5 Things Your Parents Got Wrong About Food
Dessert as a reward, snacks that wreck your appetite, and other parental nutrition myths.
Are you still following eating habits that your parents taught you decades ago? It's time to see if that advice stands up to the test of time -- or if some of the things your parents taught you about food are your family's diet myths.
Diet myths are "handed down for generations," says Kathleen Fuller, PhD, LMHC, author of Not Your Mother's Diet. "To undo a myth or belief, it takes some practice."
Here are five outdated ideas about food that you may have learned from your parents -- and the grown-up realities.
1. No snacking! You'll ruin your appetite!
If you heard this when you were a kid, you should know that the thinking about snacking has grown up.
Snacking can be healthy, as long as you choose wisely and don't wreck your calorie budget.
"It keeps blood sugar stable" and keeps you from getting too hungry between meals, says Debra Waterhouse, MPH, RD, author of Outsmarting the Mother-Daughter Food Trap.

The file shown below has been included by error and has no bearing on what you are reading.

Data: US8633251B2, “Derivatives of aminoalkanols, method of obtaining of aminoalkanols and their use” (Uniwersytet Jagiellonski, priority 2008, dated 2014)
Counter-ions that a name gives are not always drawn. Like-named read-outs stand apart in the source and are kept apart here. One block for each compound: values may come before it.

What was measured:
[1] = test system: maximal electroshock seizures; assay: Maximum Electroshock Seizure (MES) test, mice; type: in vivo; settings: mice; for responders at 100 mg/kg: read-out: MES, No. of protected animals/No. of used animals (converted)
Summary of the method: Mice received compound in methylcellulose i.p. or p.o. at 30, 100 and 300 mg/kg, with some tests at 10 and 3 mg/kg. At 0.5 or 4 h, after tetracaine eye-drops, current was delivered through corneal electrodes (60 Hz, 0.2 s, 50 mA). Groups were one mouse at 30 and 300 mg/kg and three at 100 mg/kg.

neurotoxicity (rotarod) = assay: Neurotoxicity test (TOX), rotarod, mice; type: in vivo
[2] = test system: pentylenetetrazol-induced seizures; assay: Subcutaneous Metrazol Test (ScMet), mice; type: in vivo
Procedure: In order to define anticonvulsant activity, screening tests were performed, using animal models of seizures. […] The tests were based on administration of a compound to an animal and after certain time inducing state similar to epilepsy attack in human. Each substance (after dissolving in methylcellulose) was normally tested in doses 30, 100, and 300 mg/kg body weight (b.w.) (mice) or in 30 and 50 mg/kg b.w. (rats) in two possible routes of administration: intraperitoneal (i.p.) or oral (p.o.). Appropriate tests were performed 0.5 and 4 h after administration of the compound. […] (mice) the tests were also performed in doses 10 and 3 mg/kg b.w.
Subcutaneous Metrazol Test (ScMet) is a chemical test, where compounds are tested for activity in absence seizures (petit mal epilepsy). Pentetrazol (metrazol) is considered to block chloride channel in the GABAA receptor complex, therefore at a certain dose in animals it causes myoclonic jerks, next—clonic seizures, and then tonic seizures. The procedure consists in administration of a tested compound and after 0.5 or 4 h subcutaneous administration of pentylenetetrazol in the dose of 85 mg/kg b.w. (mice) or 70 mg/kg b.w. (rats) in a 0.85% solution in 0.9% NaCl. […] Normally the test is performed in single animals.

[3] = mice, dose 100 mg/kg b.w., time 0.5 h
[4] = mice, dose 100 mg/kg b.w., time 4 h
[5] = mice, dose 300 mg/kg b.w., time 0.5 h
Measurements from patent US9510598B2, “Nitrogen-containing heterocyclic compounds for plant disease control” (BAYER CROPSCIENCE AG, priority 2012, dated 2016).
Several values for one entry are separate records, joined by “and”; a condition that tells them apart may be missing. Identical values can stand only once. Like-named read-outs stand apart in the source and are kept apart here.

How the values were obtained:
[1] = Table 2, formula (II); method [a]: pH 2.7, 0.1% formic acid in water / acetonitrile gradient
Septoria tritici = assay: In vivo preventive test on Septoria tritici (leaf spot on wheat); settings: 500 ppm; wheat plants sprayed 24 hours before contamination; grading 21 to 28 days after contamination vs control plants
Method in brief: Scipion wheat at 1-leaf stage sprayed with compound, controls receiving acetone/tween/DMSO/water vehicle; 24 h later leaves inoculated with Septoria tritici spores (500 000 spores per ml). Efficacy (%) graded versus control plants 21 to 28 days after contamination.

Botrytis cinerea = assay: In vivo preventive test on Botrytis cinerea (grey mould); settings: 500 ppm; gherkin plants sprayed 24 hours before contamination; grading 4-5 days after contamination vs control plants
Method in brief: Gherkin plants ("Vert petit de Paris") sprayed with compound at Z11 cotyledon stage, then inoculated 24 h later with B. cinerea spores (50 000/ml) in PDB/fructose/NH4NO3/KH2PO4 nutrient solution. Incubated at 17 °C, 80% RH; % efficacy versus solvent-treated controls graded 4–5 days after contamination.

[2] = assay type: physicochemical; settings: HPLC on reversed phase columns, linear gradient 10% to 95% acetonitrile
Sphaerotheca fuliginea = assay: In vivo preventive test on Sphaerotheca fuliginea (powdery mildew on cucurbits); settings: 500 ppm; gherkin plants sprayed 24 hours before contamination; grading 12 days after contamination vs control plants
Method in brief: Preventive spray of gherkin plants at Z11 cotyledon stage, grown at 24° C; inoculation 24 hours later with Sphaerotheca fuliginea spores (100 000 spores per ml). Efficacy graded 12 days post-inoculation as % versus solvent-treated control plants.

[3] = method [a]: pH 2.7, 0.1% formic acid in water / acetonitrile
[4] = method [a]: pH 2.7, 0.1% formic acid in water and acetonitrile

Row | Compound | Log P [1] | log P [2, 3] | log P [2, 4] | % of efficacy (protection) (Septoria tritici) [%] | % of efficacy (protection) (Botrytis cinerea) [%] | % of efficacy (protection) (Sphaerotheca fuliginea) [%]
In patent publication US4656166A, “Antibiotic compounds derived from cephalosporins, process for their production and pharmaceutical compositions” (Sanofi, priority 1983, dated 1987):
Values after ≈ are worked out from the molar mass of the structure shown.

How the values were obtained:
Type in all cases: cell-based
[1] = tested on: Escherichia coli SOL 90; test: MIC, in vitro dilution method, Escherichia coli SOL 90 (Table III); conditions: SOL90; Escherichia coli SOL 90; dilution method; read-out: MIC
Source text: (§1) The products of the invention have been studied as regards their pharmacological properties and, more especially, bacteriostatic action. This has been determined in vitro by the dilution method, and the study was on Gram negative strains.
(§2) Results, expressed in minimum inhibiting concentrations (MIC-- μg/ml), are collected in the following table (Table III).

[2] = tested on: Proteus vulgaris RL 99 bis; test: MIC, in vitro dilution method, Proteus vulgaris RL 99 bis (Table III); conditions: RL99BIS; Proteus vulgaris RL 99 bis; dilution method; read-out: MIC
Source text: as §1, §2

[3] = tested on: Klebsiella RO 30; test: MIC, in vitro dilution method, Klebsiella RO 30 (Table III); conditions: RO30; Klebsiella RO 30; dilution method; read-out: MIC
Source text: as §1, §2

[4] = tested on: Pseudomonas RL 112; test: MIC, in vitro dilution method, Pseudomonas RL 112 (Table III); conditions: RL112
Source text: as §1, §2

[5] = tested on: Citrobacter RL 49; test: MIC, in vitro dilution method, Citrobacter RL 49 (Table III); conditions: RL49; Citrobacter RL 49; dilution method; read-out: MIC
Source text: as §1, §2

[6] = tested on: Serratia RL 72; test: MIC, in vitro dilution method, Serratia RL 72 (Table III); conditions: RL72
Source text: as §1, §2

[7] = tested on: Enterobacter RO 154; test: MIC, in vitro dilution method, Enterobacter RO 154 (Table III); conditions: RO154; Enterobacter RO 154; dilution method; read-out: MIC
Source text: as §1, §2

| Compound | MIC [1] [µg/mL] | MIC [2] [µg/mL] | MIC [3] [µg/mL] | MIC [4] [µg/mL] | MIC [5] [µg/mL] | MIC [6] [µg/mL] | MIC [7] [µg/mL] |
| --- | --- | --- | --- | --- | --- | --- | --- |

Of course, you can't just snack with abandon. Those calories count, and you want the biggest nutritional payoff per calorie. So some types of snacks are better options than others.
Update: Try cutting back slightly on meals to allow for one or two daily snacks between 100 and 200 calories. Healthy options include nuts, fruit, yogurt, vegetables with dip, or other low-fat, low-sugar, high-fiber options.
"My general rule is going no longer than four hours without eating something, whether a meal or a snack," says Constance Brown-Riggs, MSEd, RD, CDE, CDN, a spokeswoman for the Academy of Nutrition and Dietetics.
2. Finish everything on your plate.
Did you grow up hearing that at every dinner? Did your parents make you stay at the dinner table until you'd finished everything on your plate? And are you still eating that way today? If so, you may not be heeding your body's signals that you're full and that it's OK to stop eating.
"I'm constantly telling my patients, 'You don't have to join the Clean Plate Club,'" Brown-Riggs says. "It's fine to leave a little food over and not eat mindlessly. Get in tune with your body to know when you've had enough."
Update: Try leaving something on your plate. But more importantly, stay in tune with how you're feeling. Are you full? Are you eating just because there is still food on your plate? Be particularly careful when you're eating out -- the food is appealing, the plates are huge, and you may want to eat it all because you paid for it. "The Clean Plate Club is usually more of a problem when you're eating out," Brown-Riggs says. "If there are large portions, ask for half now and have them box the other half, so you don't run into trouble."